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This is wonderful question I came across whiles doing calculus. We all know that $$\frac{d(AB)}{dt} = B\frac{dA}{dt} + A\frac{dB}{dt}.$$ Now if $A=B$ give an example for which $$\frac{dA^2} {dt} \neq 2A\frac{dA}{at}.$$

I have tried many examples and could't get an example, any help?

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I don't think it is possible; d(AA)/dt= AdA/dt+ AdA/dt=2AdA/dt. – gary Nov 15 '11 at 6:08
Well I think so too... – wright Nov 15 '11 at 6:20

If $A=|t|$, then $A^2 = t^2$; so $\frac{dA^2}{dt} = \frac{d}{dt}t^2 = 2t$ for all $t$.

On the other hand, $$\begin{align*} 2A\frac{dA}{dt} &= \left\{\begin{array}{ll} 2|t|&\text{if }t\gt 0;\\ 2|t|(-1)&\text{if }t\lt 0 \end{array}\right.\\ &= 2t,\quad t\neq 0.\end{align*}$$ So they are equal where they are both defined, but not equal at $t=0$,as $2A\frac{dA}{dt}$ does not exist there.

For a more radical example, take $$A(t) = \left\{\begin{array}{ll}1 &\text{if }t\in\mathbb{Q},\\ -1&\text{if }t\notin\mathbb{Q}. \end{array}\right.$$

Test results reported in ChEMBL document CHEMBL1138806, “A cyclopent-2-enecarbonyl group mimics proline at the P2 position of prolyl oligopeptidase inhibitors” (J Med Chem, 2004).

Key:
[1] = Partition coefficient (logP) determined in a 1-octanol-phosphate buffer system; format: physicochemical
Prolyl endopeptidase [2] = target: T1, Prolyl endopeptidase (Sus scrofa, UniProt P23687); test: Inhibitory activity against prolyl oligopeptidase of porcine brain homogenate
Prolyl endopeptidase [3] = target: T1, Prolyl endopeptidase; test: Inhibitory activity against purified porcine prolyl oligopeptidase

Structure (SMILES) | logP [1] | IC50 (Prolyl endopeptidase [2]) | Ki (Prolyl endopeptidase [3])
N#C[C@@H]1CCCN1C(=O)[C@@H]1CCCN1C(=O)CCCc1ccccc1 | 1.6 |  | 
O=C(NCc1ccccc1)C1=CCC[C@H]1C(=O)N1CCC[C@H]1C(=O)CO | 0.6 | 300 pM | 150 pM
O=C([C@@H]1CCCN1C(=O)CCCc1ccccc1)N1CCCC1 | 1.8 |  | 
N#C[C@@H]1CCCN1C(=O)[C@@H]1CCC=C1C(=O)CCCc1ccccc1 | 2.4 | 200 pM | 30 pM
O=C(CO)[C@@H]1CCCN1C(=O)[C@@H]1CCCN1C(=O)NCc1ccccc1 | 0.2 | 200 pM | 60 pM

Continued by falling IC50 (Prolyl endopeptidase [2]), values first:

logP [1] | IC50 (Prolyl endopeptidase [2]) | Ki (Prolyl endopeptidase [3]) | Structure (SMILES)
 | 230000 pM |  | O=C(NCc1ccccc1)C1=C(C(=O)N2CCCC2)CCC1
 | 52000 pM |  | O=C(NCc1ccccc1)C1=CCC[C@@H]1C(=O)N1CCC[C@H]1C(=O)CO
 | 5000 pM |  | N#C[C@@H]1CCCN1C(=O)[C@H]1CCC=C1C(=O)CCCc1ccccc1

Then $A(t)$ is not continuous anywhere, so the derivative does not exist anywhere; however, $(A(t))^2 = 1$ for all $t$, so the derivative always exists (and is equal to $0$). Looking at $$\frac{d}{dt}A^2 = 2A\frac{dA}{dt},$$ the left hand side makes sense, but the right hand side does not (since $\frac{dA}{dt}$ does not exist).

The key point here is that the Product Rule assumes that both factors are differentiable. It is possible for a product to be differentiable and yet for each factor to not be differentiable. In that situation, the Product Rule does not apply.

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@ Magidin, What do you mean by Math Processing Error? \ – wright Nov 15 '11 at 6:21
@wright: It was an error in the LaTeX; it should have been corrected now. – Arturo Magidin Nov 15 '11 at 6:23

let's observe function

$y=(f(x))^2$ , this function can be decomposed as the composite of two functions:

$y=f(u)=u^2$ and $u=f(x)$

So :

$\frac { d y}{ d u}=(u^2)'_u=2u=2f(x)$


By the chain rule we know that :

$\frac{dy}{dx}=\frac{dy}{du}\cdot \frac{du}{dx}=2f(x)f'(x)$

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